Friday, December 20, 2013


Kombucha may rank as one of my favorite drinks in life. I generally have a batch going and love experimenting with a variety of different flavors and combinations. In my opinion, kombucha can easily stand in as a glass of bubbly for upcoming holiday parties and, hey!, I can toast to good health and mean it.

I created this recipe a couple months ago as preparation for the months known for boasting illness - a foe I do everything possible to avoid. If anyone close to me catches a cold I immediately pop a bottle, sipping to freedom from phlegm and misery. Along with a few preventative measures, my body is able to put up a good fight and come away victorious.



Elderberries and elder flowers are pretty much considered the universal remedy. In most temperate regions its seems you can find these bushes everywhere. We have them lining the ditches along our roads, in the woods, throughout our gardens and farms, near ponds, you name it. They are easy to grow and really easy to dry and store. Elder's most touted properties are immune-enhancing, anti-viral, and sweat inducing [fever reducing]. They can also be used to treat upper respiratory infections, inflammation, skin problems [including boils, rashes, acne], or as a nutritive food [think vitamin A, vitamin C, bioflavonoids, flavonoids, phenolic compounds, beta-carotene, iron, potassium, and phytosterols].
*Note: it is important to use dried as raw berries can cause severe vomiting and diarrhea in some people.


Okay I admit, I add ginger to everything. It is one of my favorite all-around herbs and also claimed to be a universal remedy. Not only an antiseptic [think food poisoning and gastrointestinal infections], ginger is a wonderful digestive stimulant; increases circulatory, respiratory, and nervous system function; and has warming and cleansing properties. It is wonderful for treating colds and the flu, motion sickness, nausea or upset stomach, and in some cases morning sickness. Parasites beware. Inflammation, run. Nasty phlegm, bam! Menstrual pain, look out, ginger is coming. You can even help alleviate a headache by rubbing some ginger juice on said area and lower blood triglycerides using ginger. Seriously, this herb has it all and is a must-have in your herbal medicine cabinet.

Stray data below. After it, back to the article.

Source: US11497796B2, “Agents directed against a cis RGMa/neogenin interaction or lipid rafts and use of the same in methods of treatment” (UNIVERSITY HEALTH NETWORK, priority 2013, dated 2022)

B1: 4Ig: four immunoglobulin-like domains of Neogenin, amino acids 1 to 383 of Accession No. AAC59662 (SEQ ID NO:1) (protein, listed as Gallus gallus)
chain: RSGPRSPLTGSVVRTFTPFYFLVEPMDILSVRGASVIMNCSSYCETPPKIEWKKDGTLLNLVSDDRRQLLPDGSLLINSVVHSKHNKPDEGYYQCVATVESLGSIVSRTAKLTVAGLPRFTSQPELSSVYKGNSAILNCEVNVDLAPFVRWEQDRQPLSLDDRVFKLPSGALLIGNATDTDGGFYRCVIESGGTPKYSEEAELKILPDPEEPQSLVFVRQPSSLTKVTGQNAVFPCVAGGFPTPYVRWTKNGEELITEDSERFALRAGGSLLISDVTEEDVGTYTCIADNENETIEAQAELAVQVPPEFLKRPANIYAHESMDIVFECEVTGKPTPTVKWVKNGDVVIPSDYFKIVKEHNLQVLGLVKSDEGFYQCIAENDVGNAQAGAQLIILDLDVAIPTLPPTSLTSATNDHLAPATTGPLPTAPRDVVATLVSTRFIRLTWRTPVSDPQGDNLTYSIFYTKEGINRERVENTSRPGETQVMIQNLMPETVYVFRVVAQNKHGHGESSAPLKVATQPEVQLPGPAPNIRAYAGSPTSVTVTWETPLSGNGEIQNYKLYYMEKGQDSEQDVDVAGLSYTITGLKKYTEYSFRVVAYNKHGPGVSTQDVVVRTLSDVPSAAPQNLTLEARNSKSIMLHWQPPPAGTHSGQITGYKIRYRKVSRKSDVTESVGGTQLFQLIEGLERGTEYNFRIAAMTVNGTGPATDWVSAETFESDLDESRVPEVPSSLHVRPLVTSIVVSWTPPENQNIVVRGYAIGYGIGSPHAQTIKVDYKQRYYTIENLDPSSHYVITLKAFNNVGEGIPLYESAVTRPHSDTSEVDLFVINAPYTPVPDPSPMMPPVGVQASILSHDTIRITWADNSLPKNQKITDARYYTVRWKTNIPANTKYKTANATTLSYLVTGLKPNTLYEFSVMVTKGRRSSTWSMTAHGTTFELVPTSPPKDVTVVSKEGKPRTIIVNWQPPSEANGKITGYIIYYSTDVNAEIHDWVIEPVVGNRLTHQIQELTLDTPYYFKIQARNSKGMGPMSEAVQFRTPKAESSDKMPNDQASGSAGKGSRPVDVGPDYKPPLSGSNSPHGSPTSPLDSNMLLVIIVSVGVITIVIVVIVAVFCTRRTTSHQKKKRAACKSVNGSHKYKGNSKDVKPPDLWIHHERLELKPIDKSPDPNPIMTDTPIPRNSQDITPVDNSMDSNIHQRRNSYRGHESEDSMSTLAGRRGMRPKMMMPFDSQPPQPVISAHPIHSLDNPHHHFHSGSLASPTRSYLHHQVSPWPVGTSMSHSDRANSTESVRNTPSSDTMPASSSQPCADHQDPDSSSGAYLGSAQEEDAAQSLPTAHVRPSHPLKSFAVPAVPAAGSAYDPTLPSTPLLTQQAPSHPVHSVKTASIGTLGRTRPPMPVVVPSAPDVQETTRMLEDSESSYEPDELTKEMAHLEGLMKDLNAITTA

Lavender. The smell alone should be enough to sell you on this wonderful herb but in case it doesn't, here's a bunch of other reasons to get really familiar with this common plant. Lavender is famous for it's relaxing and uplifting qualities lending it perfect to use for tension and stress relief or insomnia. It also happens to have antibacterial, antifungal, and antiseptic properties and can be used in treating a plethora of infections, burns, and insect bites. It's used in formulas for migraines and headaches as well as indigestion and stomach spasms related to irritable bowel syndrome and Crohn's disease. There's a component of lavender, perillyl alcohol, that has shown antileukemia and anititumor effects [specifically liver, spleen, and breast] in laboratory studies. So one might say it's a universal remedy. Sensing a theme?

Orange Peel 

Orange peel is most commonly used as a flavoring agent or fragrance. More uncommonly known, these same compounds are antiseptic in nature, decrease mucous production, reduce muscle spasms, increase digestive fluid production and blood circulation, and have anti-inflammatory effects. Not bad for a great tasting herbal addition!


For great instructions on how to make kombucha at home, I recommend Sally Fallon's book Nourishing TraditionsSmall Notebook also has really good instructions just slightly different from Fallon's. Note: I use organic green tea rather than black tea for a super antioxidant boost.

One batch of prepared Kombucha Tea
8 - 12 glass bottle with tight fitting lid [I like to reuse store bought kombucha bottles but any jar will do!]

1 teaspoon each per bottle:

Organic Dried Elderberries
Organic Dried Ginger, Cut or 1, 1-inch piece of fresh ginger
Organic Dried Lavender Flower

1/2 teaspoon per bottle:

Organic Dried Orange Peel

Check out Global Infusion [if you live in the area], Bulk Herb Store, or Mountain Rose Herbs for dried organic herbs.

Place measure herbs in each bottle. Fill 3/4 full with prepared kombucha tea. Tightly secure cap and place in a warm, dry, dark area [a cupboard under the sink or over the refrigerator works great]. Let sit for 3 - 5 days. After 3 - 5 days store in refrigerator for 2 weeks to let the flavors really blend. After 2 weeks have passed, enjoy!

1 comment:

Danijela Kreuzer said...

I love Kombucha. I always prepare it with jasmin green tee. Your upgrade recipe sound great.